The Xbox Series X and PS5 will have improved graphics chips built with AMD, although we don’t know much about it yet. Both Microsoft and Sony have said that their consoles can accommodate up to 8 K video signals (most people are buying 4 K today) and support 120 frames per second.

Processor

All Xbox Series X and PS5 will have central processing chips that are at least based on AMD’s famous Ryzen processor, but we don’t know much else.

Storage

This is going to account for some of the biggest differences. The Xbox One uses a hard disk drive (HDD), which inside looks like a record player spinning at a 747 jet rate.

Xbox Series X and PS5 use solid-state storage, or, simply, chips that can quickly store and read information. That means that the console will be released quicker, and games will be loaded much faster, among other items.

Discs

In May, Microsoft released its first Xbox without an optical disk drive, which means that it wouldn’t work with the typical game disks you buy in the store. Instead, consumers could only play games that were downloaded from the internet.

The device’s appeal, the Xbox One S All-Digital Edition, was its cost. Microsoft agreed that the cost of the All-Digital Xbox would always be $50 less than the estimated retail price for its Xbox One entry-level.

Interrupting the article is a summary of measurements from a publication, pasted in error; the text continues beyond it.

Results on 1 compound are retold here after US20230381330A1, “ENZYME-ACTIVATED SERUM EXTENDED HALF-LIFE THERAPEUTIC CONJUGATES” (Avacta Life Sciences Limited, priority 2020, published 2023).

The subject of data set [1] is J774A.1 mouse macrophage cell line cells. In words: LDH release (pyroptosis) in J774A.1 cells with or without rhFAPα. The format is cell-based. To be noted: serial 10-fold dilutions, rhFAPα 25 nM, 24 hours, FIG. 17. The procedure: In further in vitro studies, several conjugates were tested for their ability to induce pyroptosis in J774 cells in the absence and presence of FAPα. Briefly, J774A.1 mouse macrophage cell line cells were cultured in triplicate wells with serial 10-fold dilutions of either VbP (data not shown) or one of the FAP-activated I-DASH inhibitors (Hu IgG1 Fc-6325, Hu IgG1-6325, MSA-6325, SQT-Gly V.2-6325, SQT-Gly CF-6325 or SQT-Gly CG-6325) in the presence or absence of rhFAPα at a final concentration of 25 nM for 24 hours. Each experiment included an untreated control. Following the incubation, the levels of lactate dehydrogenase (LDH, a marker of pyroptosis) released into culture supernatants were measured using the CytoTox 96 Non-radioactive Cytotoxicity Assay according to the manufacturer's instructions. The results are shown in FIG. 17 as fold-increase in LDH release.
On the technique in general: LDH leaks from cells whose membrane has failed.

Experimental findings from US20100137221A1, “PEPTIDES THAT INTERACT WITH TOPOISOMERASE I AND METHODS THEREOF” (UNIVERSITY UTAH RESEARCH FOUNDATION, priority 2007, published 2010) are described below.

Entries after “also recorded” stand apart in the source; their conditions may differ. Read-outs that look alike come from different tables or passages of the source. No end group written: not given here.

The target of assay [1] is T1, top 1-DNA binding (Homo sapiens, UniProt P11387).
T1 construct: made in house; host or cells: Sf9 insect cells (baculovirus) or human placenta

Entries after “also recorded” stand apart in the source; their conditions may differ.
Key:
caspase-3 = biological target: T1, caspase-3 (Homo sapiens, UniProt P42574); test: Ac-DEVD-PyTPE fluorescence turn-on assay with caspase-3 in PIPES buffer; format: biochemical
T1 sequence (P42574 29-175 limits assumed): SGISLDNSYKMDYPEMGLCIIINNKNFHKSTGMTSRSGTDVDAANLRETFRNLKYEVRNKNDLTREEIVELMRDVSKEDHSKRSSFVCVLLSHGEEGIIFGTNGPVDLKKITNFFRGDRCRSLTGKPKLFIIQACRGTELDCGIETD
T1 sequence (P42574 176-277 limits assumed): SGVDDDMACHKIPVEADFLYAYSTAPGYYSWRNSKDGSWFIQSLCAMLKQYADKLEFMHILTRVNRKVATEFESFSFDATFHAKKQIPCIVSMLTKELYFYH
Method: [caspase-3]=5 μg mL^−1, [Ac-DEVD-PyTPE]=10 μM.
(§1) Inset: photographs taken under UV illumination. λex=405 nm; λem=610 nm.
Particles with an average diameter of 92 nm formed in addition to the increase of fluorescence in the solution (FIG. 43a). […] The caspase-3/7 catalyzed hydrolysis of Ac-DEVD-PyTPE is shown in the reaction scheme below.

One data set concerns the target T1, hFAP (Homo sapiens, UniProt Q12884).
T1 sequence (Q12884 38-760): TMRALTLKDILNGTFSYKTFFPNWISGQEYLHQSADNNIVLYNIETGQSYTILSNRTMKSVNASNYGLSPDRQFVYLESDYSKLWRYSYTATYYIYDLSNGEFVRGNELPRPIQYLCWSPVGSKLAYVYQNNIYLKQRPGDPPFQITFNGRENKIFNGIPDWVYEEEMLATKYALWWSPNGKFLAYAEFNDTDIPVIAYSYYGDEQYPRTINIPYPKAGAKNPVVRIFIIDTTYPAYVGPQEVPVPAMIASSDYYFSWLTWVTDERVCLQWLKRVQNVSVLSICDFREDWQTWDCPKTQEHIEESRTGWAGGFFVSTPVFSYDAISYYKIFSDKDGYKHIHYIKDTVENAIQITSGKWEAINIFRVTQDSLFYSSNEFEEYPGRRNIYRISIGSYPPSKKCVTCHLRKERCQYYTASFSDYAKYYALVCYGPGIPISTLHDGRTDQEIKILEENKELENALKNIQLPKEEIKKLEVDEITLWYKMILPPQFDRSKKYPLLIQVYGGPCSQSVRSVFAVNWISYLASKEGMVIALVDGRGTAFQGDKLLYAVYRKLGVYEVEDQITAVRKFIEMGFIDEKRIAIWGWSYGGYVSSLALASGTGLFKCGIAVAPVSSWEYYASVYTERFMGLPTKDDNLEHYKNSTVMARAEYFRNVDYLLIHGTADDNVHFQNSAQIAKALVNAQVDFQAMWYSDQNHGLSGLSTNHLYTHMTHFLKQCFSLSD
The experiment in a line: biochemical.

In the meantime, Microsoft has promised that at least some version of the next Xbox will support game disks. “What we know is physical media for many people is still where their library is,” Microsoft Xbox chief Phil Spencer said in a June interview. “We’re leaning into the compatibility across all of our generations in a big way.”

Do we already know about any games?

There’s Halo: Infinity, which is supposed to be the launch title of the console. And the company announced a new game from its studio Ninja Theory called Senua’s Saga: Hellblade II, but otherwise, we don’t know much about it.

We do note, however, that because Xbox Series X will use upgraded versions of the Xbox One processors, many of the older games available today will be running on a new device. This backward compatibility, as it is often called, took a lot of work to make older games made for the original Xbox from 2001, or the Xbox 360 from 2005, run on modern hardware because they used completely different types of hardware.

Microsoft and Sony designed their Xbox One and PS4 systems close to the traditional PC, making cross-compatibility much simpler.

What does this have to do with the xCloud project?